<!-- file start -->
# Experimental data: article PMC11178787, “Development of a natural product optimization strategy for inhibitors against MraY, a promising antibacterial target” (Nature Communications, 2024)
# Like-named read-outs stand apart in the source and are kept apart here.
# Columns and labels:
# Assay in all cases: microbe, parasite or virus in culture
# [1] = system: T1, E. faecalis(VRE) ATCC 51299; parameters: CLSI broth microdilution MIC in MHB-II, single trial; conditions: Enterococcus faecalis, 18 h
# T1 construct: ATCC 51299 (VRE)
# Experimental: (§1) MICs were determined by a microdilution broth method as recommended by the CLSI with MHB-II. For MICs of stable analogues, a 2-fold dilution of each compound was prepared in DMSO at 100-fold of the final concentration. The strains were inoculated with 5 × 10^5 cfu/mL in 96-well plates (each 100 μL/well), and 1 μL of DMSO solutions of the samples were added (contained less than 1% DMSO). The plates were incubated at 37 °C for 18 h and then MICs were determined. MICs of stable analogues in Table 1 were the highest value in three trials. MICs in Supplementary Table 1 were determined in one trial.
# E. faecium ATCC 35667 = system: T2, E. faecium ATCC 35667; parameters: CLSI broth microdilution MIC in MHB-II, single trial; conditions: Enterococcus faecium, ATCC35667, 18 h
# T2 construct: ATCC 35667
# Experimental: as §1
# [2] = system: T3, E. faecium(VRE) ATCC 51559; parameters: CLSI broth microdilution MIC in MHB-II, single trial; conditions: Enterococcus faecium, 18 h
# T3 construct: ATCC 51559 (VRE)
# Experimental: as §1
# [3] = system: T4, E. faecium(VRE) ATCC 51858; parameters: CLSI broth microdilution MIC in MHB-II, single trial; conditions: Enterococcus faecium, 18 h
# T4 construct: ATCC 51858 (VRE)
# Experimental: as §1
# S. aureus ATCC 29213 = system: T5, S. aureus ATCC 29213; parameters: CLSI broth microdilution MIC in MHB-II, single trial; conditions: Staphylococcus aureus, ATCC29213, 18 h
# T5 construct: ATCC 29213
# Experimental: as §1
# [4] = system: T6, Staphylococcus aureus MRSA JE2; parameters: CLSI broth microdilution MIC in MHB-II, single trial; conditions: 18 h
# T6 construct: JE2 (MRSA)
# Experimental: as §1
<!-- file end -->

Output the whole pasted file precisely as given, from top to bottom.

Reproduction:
# Experimental data: article PMC11178787, “Development of a natural product optimization strategy for inhibitors against MraY, a promising antibacterial target” (Nature Communications, 2024)
# Like-named read-outs stand apart in the source and are kept apart here.
# Columns and labels:
# Assay in all cases: microbe, parasite or virus in culture
# [1] = system: T1, E. faecalis(VRE) ATCC 51299; parameters: CLSI broth microdilution MIC in MHB-II, single trial; conditions: Enterococcus faecalis, 18 h
# T1 construct: ATCC 51299 (VRE)
# Experimental: (§1) MICs were determined by a microdilution broth method as recommended by the CLSI with MHB-II. For MICs of stable analogues, a 2-fold dilution of each compound was prepared in DMSO at 100-fold of the final concentration. The strains were inoculated with 5 × 10^5 cfu/mL in 96-well plates (each 100 μL/well), and 1 μL of DMSO solutions of the samples were added (contained less than 1% DMSO). The plates were incubated at 37 °C for 18 h and then MICs were determined. MICs of stable analogues in Table 1 were the highest value in three trials. MICs in Supplementary Table 1 were determined in one trial.
# E. faecium ATCC 35667 = system: T2, E. faecium ATCC 35667; parameters: CLSI broth microdilution MIC in MHB-II, single trial; conditions: Enterococcus faecium, ATCC35667, 18 h
# T2 construct: ATCC 35667
# Experimental: as §1
# [2] = system: T3, E. faecium(VRE) ATCC 51559; parameters: CLSI broth microdilution MIC in MHB-II, single trial; conditions: Enterococcus faecium, 18 h
# T3 construct: ATCC 51559 (VRE)
# Experimental: as §1
# [3] = system: T4, E. faecium(VRE) ATCC 51858; parameters: CLSI broth microdilution MIC in MHB-II, single trial; conditions: Enterococcus faecium, 18 h
# T4 construct: ATCC 51858 (VRE)
# Experimental: as §1
# S. aureus ATCC 29213 = system: T5, S. aureus ATCC 29213; parameters: CLSI broth microdilution MIC in MHB-II, single trial; conditions: Staphylococcus aureus, ATCC29213, 18 h
# T5 construct: ATCC 29213
# Experimental: as §1
# [4] = system: T6, Staphylococcus aureus MRSA JE2; parameters: CLSI broth microdilution MIC in MHB-II, single trial; conditions: 18 h
# T6 construct: JE2 (MRSA)
# Experimental: as §1